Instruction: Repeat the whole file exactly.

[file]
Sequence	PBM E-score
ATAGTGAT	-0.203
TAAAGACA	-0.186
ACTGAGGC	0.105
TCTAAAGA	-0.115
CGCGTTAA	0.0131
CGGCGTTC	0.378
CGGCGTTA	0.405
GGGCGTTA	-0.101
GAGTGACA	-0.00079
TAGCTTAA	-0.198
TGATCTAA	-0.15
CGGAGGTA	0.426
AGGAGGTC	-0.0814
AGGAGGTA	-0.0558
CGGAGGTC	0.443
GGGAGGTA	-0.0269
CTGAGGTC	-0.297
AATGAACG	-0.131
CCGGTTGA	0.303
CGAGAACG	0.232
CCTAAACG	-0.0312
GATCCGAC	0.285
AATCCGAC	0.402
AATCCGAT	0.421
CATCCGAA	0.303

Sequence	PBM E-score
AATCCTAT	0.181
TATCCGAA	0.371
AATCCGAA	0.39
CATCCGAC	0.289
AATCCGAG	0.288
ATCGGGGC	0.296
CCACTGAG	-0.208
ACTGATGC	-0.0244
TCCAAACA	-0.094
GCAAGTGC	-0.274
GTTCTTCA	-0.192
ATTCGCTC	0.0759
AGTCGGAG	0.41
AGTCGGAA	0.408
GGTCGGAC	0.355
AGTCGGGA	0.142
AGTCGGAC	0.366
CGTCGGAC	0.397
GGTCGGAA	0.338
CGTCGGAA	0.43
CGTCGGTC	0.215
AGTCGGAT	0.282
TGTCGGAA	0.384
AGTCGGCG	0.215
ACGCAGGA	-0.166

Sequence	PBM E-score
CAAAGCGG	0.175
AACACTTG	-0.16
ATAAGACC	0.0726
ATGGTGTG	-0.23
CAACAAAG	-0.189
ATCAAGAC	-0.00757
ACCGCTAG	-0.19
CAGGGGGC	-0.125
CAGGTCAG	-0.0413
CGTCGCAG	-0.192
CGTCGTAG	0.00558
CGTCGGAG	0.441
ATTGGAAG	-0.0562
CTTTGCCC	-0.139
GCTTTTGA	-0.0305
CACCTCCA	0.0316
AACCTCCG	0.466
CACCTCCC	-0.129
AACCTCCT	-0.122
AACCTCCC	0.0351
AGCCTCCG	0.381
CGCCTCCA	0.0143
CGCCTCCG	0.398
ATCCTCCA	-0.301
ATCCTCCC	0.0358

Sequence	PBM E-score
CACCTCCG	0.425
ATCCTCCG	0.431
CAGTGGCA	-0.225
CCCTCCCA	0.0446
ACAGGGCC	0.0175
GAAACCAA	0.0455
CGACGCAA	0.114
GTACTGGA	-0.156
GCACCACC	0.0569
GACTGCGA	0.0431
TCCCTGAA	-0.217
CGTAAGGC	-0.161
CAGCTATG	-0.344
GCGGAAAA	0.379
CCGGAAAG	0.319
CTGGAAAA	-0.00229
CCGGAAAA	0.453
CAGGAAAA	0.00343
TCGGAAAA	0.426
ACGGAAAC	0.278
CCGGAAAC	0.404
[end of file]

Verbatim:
Sequence	PBM E-score
ATAGTGAT	-0.203
TAAAGACA	-0.186
ACTGAGGC	0.105
TCTAAAGA	-0.115
CGCGTTAA	0.0131
CGGCGTTC	0.378
CGGCGTTA	0.405
GGGCGTTA	-0.101
GAGTGACA	-0.00079
TAGCTTAA	-0.198
TGATCTAA	-0.15
CGGAGGTA	0.426
AGGAGGTC	-0.0814
AGGAGGTA	-0.0558
CGGAGGTC	0.443
GGGAGGTA	-0.0269
CTGAGGTC	-0.297
AATGAACG	-0.131
CCGGTTGA	0.303
CGAGAACG	0.232
CCTAAACG	-0.0312
GATCCGAC	0.285
AATCCGAC	0.402
AATCCGAT	0.421
CATCCGAA	0.303

Sequence	PBM E-score
AATCCTAT	0.181
TATCCGAA	0.371
AATCCGAA	0.39
CATCCGAC	0.289
AATCCGAG	0.288
ATCGGGGC	0.296
CCACTGAG	-0.208
ACTGATGC	-0.0244
TCCAAACA	-0.094
GCAAGTGC	-0.274
GTTCTTCA	-0.192
ATTCGCTC	0.0759
AGTCGGAG	0.41
AGTCGGAA	0.408
GGTCGGAC	0.355
AGTCGGGA	0.142
AGTCGGAC	0.366
CGTCGGAC	0.397
GGTCGGAA	0.338
CGTCGGAA	0.43
CGTCGGTC	0.215
AGTCGGAT	0.282
TGTCGGAA	0.384
AGTCGGCG	0.215
ACGCAGGA	-0.166

Sequence	PBM E-score
CAAAGCGG	0.175
AACACTTG	-0.16
ATAAGACC	0.0726
ATGGTGTG	-0.23
CAACAAAG	-0.189
ATCAAGAC	-0.00757
ACCGCTAG	-0.19
CAGGGGGC	-0.125
CAGGTCAG	-0.0413
CGTCGCAG	-0.192
CGTCGTAG	0.00558
CGTCGGAG	0.441
ATTGGAAG	-0.0562
CTTTGCCC	-0.139
GCTTTTGA	-0.0305
CACCTCCA	0.0316
AACCTCCG	0.466
CACCTCCC	-0.129
AACCTCCT	-0.122
AACCTCCC	0.0351
AGCCTCCG	0.381
CGCCTCCA	0.0143
CGCCTCCG	0.398
ATCCTCCA	-0.301
ATCCTCCC	0.0358

Sequence	PBM E-score
CACCTCCG	0.425
ATCCTCCG	0.431
CAGTGGCA	-0.225
CCCTCCCA	0.0446
ACAGGGCC	0.0175
GAAACCAA	0.0455
CGACGCAA	0.114
GTACTGGA	-0.156
GCACCACC	0.0569
GACTGCGA	0.0431
TCCCTGAA	-0.217
CGTAAGGC	-0.161
CAGCTATG	-0.344
GCGGAAAA	0.379
CCGGAAAG	0.319
CTGGAAAA	-0.00229
CCGGAAAA	0.453
CAGGAAAA	0.00343
TCGGAAAA	0.426
ACGGAAAC	0.278
CCGGAAAC	0.404